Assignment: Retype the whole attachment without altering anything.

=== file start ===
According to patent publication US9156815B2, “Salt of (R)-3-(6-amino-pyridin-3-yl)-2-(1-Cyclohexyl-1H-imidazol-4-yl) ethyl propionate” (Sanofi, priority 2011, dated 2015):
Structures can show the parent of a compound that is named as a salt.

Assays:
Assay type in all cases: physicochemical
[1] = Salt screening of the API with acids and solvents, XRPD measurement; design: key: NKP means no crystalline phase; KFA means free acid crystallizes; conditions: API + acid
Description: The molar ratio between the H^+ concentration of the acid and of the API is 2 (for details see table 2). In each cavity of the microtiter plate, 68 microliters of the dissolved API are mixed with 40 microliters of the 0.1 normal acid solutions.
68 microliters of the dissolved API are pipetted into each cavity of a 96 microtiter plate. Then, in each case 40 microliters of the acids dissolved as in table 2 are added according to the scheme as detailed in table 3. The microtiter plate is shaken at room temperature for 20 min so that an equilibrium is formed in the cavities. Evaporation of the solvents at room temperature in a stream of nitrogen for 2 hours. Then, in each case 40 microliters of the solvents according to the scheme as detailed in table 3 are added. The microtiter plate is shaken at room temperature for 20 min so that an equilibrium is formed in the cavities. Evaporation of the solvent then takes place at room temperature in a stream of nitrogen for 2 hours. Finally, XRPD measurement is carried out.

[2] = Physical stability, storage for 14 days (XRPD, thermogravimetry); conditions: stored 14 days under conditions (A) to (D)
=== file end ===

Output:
According to patent publication US9156815B2, “Salt of (R)-3-(6-amino-pyridin-3-yl)-2-(1-Cyclohexyl-1H-imidazol-4-yl) ethyl propionate” (Sanofi, priority 2011, dated 2015):
Structures can show the parent of a compound that is named as a salt.

Assays:
Assay type in all cases: physicochemical
[1] = Salt screening of the API with acids and solvents, XRPD measurement; design: key: NKP means no crystalline phase; KFA means free acid crystallizes; conditions: API + acid
Description: The molar ratio between the H^+ concentration of the acid and of the API is 2 (for details see table 2). In each cavity of the microtiter plate, 68 microliters of the dissolved API are mixed with 40 microliters of the 0.1 normal acid solutions.
68 microliters of the dissolved API are pipetted into each cavity of a 96 microtiter plate. Then, in each case 40 microliters of the acids dissolved as in table 2 are added according to the scheme as detailed in table 3. The microtiter plate is shaken at room temperature for 20 min so that an equilibrium is formed in the cavities. Evaporation of the solvents at room temperature in a stream of nitrogen for 2 hours. Then, in each case 40 microliters of the solvents according to the scheme as detailed in table 3 are added. The microtiter plate is shaken at room temperature for 20 min so that an equilibrium is formed in the cavities. Evaporation of the solvent then takes place at room temperature in a stream of nitrogen for 2 hours. Finally, XRPD measurement is carried out.

[2] = Physical stability, storage for 14 days (XRPD, thermogravimetry); conditions: stored 14 days under conditions (A) to (D)